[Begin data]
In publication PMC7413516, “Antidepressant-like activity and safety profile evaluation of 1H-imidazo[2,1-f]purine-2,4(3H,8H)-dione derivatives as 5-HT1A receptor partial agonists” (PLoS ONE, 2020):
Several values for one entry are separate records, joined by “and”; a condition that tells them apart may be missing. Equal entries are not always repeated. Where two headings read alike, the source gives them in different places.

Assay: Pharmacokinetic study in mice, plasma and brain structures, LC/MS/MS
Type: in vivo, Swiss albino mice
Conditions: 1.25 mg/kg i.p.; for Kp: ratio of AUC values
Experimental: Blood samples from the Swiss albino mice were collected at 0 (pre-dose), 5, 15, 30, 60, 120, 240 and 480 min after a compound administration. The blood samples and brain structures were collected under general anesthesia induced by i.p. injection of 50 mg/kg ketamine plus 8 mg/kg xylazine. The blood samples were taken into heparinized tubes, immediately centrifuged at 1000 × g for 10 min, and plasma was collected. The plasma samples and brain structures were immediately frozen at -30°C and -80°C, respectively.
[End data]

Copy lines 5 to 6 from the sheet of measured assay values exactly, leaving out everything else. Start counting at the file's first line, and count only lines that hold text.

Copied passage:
Conditions: 1.25 mg/kg i.p.; for Kp: ratio of AUC values
Experimental: Blood samples from the Swiss albino mice were collected at 0 (pre-dose), 5, 15, 30, 60, 120, 240 and 480 min after a compound administration. The blood samples and brain structures were collected under general anesthesia induced by i.p. injection of 50 mg/kg ketamine plus 8 mg/kg xylazine. The blood samples were taken into heparinized tubes, immediately centrifuged at 1000 × g for 10 min, and plasma was collected. The plasma samples and brain structures were immediately frozen at -30°C and -80°C, respectively.